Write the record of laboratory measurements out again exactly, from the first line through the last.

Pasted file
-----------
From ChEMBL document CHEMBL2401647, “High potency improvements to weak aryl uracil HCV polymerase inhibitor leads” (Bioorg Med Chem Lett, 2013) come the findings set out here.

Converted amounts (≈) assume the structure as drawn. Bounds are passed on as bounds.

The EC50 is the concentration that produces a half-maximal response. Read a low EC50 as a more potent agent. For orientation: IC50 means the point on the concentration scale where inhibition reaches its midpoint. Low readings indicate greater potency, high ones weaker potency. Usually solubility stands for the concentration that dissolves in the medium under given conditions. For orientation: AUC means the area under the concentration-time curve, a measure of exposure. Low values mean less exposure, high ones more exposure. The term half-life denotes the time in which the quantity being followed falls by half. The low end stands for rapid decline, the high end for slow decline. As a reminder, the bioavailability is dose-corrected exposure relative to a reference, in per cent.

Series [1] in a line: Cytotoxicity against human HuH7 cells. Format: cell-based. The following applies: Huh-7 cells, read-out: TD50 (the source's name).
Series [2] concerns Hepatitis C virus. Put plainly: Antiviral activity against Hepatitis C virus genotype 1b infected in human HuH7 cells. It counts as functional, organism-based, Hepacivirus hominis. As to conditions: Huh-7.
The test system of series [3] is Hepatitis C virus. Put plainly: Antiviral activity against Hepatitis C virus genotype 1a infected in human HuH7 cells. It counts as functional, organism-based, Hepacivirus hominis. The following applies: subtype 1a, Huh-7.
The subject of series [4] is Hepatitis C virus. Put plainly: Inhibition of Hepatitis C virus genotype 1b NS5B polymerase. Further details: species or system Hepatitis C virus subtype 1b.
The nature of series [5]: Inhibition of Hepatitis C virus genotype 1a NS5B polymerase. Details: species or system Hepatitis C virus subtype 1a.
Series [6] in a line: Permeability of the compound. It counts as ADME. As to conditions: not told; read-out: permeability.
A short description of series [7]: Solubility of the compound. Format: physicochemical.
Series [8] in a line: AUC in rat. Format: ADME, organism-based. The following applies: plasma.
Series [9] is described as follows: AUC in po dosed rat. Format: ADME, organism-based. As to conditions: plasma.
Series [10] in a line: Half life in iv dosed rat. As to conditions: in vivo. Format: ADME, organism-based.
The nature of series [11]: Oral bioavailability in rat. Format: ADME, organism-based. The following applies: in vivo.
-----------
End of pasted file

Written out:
From ChEMBL document CHEMBL2401647, “High potency improvements to weak aryl uracil HCV polymerase inhibitor leads” (Bioorg Med Chem Lett, 2013) come the findings set out here.

Converted amounts (≈) assume the structure as drawn. Bounds are passed on as bounds.

The EC50 is the concentration that produces a half-maximal response. Read a low EC50 as a more potent agent. For orientation: IC50 means the point on the concentration scale where inhibition reaches its midpoint. Low readings indicate greater potency, high ones weaker potency. Usually solubility stands for the concentration that dissolves in the medium under given conditions. For orientation: AUC means the area under the concentration-time curve, a measure of exposure. Low values mean less exposure, high ones more exposure. The term half-life denotes the time in which the quantity being followed falls by half. The low end stands for rapid decline, the high end for slow decline. As a reminder, the bioavailability is dose-corrected exposure relative to a reference, in per cent.

Series [1] in a line: Cytotoxicity against human HuH7 cells. Format: cell-based. The following applies: Huh-7 cells, read-out: TD50 (the source's name).
Series [2] concerns Hepatitis C virus. Put plainly: Antiviral activity against Hepatitis C virus genotype 1b infected in human HuH7 cells. It counts as functional, organism-based, Hepacivirus hominis. As to conditions: Huh-7.
The test system of series [3] is Hepatitis C virus. Put plainly: Antiviral activity against Hepatitis C virus genotype 1a infected in human HuH7 cells. It counts as functional, organism-based, Hepacivirus hominis. The following applies: subtype 1a, Huh-7.
The subject of series [4] is Hepatitis C virus. Put plainly: Inhibition of Hepatitis C virus genotype 1b NS5B polymerase. Further details: species or system Hepatitis C virus subtype 1b.
The nature of series [5]: Inhibition of Hepatitis C virus genotype 1a NS5B polymerase. Details: species or system Hepatitis C virus subtype 1a.
Series [6] in a line: Permeability of the compound. It counts as ADME. As to conditions: not told; read-out: permeability.
A short description of series [7]: Solubility of the compound. Format: physicochemical.
Series [8] in a line: AUC in rat. Format: ADME, organism-based. The following applies: plasma.
Series [9] is described as follows: AUC in po dosed rat. Format: ADME, organism-based. As to conditions: plasma.
Series [10] in a line: Half life in iv dosed rat. As to conditions: in vivo. Format: ADME, organism-based.
The nature of series [11]: Oral bioavailability in rat. Format: ADME, organism-based. The following applies: in vivo.